Yesterday I wrote about some ideas I read on Facebook about tricks to aid in revising manuscripts. I put several into action yesterday, and thought I’d report back:
--I did not like retyping! I mean, I don’t like typing in general, but I found that as I was retyping, my brain sort of shut off and I was just typing the words as quickly as possible. Perhaps I wasn’t working hard enough to stay out of the mindless zone—for example, perhaps I should have typed a sentence, then paused to stare at it. I think I was sort of mentally hoping I wouldn’t like this strategy because I really dislike the idea of having to retype a whole book manuscript! I may have biased myself against it.
--I also think the retyping wasn’t working for me because I don’t usually like thinking ONLY about one sentence. I like thinking about the surrounding sentences…after all, why change “ran” to “hurried” if “hurried” is being used two sentences away?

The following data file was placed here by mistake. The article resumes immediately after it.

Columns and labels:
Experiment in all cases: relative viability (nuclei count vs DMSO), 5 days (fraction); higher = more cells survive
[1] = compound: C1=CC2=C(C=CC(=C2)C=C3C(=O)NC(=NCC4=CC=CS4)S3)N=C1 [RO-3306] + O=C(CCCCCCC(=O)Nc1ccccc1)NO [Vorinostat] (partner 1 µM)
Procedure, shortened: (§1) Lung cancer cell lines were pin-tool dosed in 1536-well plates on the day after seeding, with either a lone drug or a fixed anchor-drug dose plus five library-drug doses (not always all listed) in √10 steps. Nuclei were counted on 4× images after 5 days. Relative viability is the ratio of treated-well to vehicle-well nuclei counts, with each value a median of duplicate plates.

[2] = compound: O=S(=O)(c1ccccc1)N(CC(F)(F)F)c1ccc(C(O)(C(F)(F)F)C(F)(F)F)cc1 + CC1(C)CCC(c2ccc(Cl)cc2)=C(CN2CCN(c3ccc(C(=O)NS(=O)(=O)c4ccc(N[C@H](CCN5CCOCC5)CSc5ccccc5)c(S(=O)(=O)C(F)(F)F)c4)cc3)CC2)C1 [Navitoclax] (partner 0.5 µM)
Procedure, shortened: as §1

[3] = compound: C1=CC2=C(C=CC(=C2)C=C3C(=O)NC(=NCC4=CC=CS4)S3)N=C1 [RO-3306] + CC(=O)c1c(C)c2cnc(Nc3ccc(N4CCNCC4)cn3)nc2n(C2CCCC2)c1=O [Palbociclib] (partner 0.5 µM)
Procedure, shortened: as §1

--As you can guess, I ditched the retyping pretty quickly! (Plus, what about those new typos that started showing up!?!)
--However, I absolutely loved the giant font strategy. Within seconds, the story didn’t seem like mine anymore, and I was able to approach it dispassionately. The words looked different on the screen, as did sentences and paragraphs. Changing a dash to a comma was a huge deal in 22 font! Each word got my full attention.
--I’ll note that what I was working on was a very short, lyrical piece with basically one scene, so this intense focus was exactly right. I might feel differently if I were working on something longer, thinking about plot and larger developments, as here I did go a little crazy from time to time when I was looking at a few paragraphs where the story stepped back and I wanted to see more sentences at once. But really, it was shocking at the end of the day to put the story back into 12 point. I know that I found changes that I wouldn’t have noticed in regular font, even on paper. I’m definitely a fan of the giant font.